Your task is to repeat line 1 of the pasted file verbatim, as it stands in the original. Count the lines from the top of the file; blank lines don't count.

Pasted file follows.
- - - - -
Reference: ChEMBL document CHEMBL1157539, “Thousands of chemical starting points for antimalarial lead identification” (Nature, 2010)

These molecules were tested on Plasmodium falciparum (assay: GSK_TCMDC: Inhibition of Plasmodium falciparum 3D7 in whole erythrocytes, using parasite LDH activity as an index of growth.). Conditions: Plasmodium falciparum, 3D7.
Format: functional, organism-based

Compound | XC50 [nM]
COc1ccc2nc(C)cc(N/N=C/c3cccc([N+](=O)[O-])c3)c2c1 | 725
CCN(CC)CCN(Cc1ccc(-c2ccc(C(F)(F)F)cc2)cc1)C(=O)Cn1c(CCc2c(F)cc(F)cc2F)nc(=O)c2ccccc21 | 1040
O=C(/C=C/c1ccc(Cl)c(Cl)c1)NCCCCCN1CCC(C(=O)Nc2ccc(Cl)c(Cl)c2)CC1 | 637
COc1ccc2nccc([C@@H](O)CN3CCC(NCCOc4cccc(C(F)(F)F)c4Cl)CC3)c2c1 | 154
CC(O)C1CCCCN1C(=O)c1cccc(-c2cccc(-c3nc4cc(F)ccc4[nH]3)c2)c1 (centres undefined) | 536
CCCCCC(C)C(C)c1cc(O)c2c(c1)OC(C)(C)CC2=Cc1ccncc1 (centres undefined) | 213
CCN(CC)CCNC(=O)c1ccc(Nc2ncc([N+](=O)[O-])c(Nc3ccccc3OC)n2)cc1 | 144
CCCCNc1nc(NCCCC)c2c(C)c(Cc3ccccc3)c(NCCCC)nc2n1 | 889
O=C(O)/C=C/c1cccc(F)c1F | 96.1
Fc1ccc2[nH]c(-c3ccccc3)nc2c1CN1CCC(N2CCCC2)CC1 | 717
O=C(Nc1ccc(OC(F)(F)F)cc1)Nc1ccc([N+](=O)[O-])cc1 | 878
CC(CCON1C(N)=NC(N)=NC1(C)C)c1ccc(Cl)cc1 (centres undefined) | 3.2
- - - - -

Reference: ChEMBL document CHEMBL1157539, “Thousands of chemical starting points for antimalarial lead identification” (Nature, 2010)